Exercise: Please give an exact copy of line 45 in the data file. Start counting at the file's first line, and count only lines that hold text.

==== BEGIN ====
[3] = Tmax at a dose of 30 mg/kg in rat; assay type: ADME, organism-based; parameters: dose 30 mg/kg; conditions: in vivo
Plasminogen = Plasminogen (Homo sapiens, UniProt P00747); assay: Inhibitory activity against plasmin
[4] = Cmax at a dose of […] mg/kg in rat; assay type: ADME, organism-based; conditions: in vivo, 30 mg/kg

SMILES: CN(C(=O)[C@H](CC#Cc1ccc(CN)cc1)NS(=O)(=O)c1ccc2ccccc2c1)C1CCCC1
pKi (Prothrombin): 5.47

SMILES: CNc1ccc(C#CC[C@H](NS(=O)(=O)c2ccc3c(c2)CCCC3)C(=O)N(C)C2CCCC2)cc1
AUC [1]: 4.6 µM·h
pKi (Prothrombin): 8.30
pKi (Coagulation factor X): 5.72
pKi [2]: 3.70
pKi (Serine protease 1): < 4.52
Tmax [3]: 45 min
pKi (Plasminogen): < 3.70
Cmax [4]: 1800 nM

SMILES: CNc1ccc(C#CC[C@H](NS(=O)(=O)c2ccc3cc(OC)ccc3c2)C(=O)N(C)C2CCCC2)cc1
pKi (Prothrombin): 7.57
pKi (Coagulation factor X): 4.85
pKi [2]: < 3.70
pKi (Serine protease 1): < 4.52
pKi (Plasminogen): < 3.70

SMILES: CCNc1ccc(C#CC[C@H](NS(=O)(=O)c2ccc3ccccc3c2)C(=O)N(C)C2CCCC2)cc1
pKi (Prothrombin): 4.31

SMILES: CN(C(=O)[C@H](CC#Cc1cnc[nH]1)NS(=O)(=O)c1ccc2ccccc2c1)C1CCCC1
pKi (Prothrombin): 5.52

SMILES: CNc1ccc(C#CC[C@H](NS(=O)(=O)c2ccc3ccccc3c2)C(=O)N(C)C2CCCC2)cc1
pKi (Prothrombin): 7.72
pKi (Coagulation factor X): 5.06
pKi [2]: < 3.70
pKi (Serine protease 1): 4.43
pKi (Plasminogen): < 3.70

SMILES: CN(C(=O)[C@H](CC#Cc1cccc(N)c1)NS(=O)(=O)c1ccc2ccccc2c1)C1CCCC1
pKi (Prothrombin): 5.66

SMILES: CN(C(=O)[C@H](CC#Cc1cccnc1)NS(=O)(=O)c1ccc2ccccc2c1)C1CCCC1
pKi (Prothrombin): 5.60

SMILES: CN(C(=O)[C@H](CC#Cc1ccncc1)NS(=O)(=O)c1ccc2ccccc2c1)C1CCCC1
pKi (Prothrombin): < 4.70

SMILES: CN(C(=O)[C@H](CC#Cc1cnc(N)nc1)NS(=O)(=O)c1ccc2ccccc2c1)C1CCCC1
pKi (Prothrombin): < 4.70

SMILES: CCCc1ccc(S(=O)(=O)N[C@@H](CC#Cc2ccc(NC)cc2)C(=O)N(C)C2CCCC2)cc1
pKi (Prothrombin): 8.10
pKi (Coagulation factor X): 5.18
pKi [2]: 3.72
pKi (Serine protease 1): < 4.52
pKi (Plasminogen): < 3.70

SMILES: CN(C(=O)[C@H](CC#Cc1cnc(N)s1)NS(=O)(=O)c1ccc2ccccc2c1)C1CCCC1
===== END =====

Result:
SMILES: CN(C(=O)[C@H](CC#Cc1cnc(N)s1)NS(=O)(=O)c1ccc2ccccc2c1)C1CCCC1